What is the greatest number of counters you can place on the grid below without four of them lying at the corners of a square?

This task, written for the National Young Mathematicians' Award 2016, involves open-topped boxes made with interlocking cubes. Explore the number of units of paint that are needed to cover the boxes. . . .

Sally and Ben were drawing shapes in chalk on the school playground. Can you work out what shapes each of them drew using the clues?

How many shapes can you build from three red and two green cubes? Can you use what you've found out to predict the number for four red and two green?

Kate has eight multilink cubes. She has two red ones, two yellow, two green and two blue. She wants to fit them together to make a cube so that each colour shows on each face just once.

Here you see the front and back views of a dodecahedron. Each vertex has been numbered so that the numbers around each pentagonal face add up to 65. Can you find all the missing numbers?

Can you put the numbers 1 to 8 into the circles so that the four calculations are correct?

Can you make dice stairs using the rules stated? How do you know you have all the possible stairs?

Can you find all the different ways of lining up these Cuisenaire rods?

Place the numbers 1 to 10 in the circles so that each number is the difference between the two numbers just below it.

Can you put the numbers from 1 to 15 on the circles so that no consecutive numbers lie anywhere along a continuous straight line?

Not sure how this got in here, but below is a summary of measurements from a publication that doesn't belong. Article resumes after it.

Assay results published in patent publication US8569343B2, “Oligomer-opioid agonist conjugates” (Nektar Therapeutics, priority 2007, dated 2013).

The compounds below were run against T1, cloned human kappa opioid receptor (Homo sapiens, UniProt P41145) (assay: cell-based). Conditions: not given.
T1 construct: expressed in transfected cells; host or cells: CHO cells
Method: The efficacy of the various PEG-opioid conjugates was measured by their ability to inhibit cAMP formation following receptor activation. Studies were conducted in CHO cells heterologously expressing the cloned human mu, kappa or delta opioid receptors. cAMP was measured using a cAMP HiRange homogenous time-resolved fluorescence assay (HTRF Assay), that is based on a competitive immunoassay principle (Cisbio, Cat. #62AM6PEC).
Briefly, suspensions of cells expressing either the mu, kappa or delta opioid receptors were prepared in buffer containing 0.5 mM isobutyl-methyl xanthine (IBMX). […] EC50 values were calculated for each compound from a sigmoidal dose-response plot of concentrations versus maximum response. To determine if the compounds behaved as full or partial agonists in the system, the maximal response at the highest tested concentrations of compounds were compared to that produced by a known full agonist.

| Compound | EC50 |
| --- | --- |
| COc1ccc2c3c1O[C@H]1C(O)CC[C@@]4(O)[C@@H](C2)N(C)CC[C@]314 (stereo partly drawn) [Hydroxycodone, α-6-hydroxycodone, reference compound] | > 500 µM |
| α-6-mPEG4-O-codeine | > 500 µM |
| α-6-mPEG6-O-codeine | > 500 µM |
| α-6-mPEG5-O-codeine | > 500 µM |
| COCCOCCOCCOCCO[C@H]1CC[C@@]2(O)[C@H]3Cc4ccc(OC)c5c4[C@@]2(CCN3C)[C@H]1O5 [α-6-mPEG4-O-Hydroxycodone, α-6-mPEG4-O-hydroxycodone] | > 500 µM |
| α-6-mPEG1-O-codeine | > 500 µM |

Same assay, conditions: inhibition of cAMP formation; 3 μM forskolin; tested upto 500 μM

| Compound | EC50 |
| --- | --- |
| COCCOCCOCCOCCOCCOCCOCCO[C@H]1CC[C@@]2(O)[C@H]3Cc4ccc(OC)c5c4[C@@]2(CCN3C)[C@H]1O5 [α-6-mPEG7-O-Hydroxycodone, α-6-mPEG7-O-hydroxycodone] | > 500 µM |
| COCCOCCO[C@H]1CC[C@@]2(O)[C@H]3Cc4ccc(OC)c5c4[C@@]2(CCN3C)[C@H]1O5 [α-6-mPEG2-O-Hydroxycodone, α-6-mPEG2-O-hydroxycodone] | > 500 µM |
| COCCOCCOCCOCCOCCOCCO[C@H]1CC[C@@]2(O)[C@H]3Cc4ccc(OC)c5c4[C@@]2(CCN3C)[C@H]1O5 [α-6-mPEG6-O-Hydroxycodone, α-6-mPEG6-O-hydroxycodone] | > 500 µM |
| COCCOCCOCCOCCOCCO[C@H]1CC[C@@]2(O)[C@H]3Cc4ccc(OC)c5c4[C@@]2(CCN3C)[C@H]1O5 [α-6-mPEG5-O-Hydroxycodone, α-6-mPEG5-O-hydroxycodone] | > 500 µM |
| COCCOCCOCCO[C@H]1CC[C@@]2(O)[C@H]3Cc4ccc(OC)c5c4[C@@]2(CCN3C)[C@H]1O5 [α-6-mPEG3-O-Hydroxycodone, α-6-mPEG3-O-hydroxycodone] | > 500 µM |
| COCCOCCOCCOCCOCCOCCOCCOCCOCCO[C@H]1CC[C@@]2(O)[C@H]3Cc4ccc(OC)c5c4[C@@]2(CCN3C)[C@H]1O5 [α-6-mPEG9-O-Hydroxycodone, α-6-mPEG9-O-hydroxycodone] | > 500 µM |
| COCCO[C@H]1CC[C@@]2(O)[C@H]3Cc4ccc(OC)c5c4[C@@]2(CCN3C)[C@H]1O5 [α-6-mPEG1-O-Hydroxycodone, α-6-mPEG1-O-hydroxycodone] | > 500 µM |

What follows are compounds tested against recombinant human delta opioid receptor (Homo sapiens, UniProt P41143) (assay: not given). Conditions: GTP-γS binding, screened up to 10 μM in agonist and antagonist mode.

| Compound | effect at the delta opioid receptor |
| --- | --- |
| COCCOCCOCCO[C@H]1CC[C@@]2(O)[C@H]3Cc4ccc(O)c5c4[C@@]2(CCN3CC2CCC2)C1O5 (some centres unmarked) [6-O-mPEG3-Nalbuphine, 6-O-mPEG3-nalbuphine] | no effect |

Put 10 counters in a row. Find a way to arrange the counters into five pairs, evenly spaced in a row, in just 5 moves, using the rules.

What is the best way to shunt these carriages so that each train can continue its journey?

Can you shunt the trucks so that the Cattle truck and the Sheep truck change places and the Engine is back on the main line?

Place eight dots on this diagram, so that there are only two dots on each straight line and only two dots on each circle.

In how many ways can you fit two of these yellow triangles together? Can you predict the number of ways two blue triangles can be fitted together?

Make your own double-sided magic square. But can you complete both sides once you've made the pieces?

10 space travellers are waiting to board their spaceships. There are two rows of seats in the waiting room. Using the rules, where are they all sitting? Can you find all the possible ways?

Swap the stars with the moons, using only knights' moves (as on a chess board). What is the smallest number of moves possible?

A tetromino is made up of four squares joined edge to edge. Can this tetromino, together with 15 copies of itself, be used to cover an eight by eight chessboard?

How many models can you find which obey these rules?

The challenge here is to find as many routes as you can for a fence to go so that this town is divided up into two halves, each with 8 blocks.

I like to walk along the cracks of the paving stones, but not the outside edge of the path itself. How many different routes can you find for me to take?

This activity investigates how you might make squares and pentominoes from Polydron.